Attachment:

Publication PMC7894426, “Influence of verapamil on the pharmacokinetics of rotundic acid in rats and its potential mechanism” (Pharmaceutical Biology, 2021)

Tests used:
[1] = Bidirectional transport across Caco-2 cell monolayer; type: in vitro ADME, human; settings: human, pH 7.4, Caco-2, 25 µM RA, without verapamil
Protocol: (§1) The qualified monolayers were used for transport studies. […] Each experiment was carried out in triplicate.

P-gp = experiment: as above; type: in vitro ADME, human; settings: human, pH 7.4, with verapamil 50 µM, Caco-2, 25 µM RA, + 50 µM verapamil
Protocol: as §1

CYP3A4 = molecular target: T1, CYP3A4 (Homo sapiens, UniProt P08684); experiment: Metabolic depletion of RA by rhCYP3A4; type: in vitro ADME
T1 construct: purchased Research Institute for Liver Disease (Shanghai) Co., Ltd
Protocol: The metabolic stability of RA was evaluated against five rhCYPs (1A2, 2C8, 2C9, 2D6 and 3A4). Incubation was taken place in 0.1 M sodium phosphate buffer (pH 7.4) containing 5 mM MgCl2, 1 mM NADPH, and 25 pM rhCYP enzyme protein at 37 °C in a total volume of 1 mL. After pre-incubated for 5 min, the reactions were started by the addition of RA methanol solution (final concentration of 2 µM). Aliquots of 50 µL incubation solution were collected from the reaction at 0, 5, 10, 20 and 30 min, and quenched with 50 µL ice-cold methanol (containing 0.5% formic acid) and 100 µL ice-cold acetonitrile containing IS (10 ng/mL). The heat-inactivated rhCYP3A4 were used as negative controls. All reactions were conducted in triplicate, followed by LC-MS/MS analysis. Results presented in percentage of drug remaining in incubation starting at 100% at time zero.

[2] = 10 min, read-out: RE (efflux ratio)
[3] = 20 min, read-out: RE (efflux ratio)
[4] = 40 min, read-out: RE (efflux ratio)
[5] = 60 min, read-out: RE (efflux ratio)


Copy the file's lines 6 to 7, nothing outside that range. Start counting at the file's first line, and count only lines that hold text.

Protocol: as §1

CYP3A4 = molecular target: T1, CYP3A4 (Homo sapiens, UniProt P08684); experiment: Metabolic depletion of RA by rhCYP3A4; type: in vitro ADME